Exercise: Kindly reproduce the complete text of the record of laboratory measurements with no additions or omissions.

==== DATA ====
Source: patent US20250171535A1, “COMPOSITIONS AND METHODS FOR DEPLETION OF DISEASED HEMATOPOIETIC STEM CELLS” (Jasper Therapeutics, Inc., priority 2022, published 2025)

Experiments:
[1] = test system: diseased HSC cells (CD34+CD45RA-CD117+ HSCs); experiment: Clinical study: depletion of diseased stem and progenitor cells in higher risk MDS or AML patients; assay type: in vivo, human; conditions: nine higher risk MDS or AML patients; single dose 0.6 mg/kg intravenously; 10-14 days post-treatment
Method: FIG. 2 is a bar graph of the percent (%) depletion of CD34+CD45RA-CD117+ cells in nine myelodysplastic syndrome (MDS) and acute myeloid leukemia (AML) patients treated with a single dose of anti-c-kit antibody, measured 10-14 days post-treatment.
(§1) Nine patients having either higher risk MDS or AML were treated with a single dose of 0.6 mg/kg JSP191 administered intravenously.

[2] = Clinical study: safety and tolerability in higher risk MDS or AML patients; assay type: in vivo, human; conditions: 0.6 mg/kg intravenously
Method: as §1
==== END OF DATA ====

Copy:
Source: patent US20250171535A1, “COMPOSITIONS AND METHODS FOR DEPLETION OF DISEASED HEMATOPOIETIC STEM CELLS” (Jasper Therapeutics, Inc., priority 2022, published 2025)

Experiments:
[1] = test system: diseased HSC cells (CD34+CD45RA-CD117+ HSCs); experiment: Clinical study: depletion of diseased stem and progenitor cells in higher risk MDS or AML patients; assay type: in vivo, human; conditions: nine higher risk MDS or AML patients; single dose 0.6 mg/kg intravenously; 10-14 days post-treatment
Method: FIG. 2 is a bar graph of the percent (%) depletion of CD34+CD45RA-CD117+ cells in nine myelodysplastic syndrome (MDS) and acute myeloid leukemia (AML) patients treated with a single dose of anti-c-kit antibody, measured 10-14 days post-treatment.
(§1) Nine patients having either higher risk MDS or AML were treated with a single dose of 0.6 mg/kg JSP191 administered intravenously.

[2] = Clinical study: safety and tolerability in higher risk MDS or AML patients; assay type: in vivo, human; conditions: 0.6 mg/kg intravenously
Method: as §1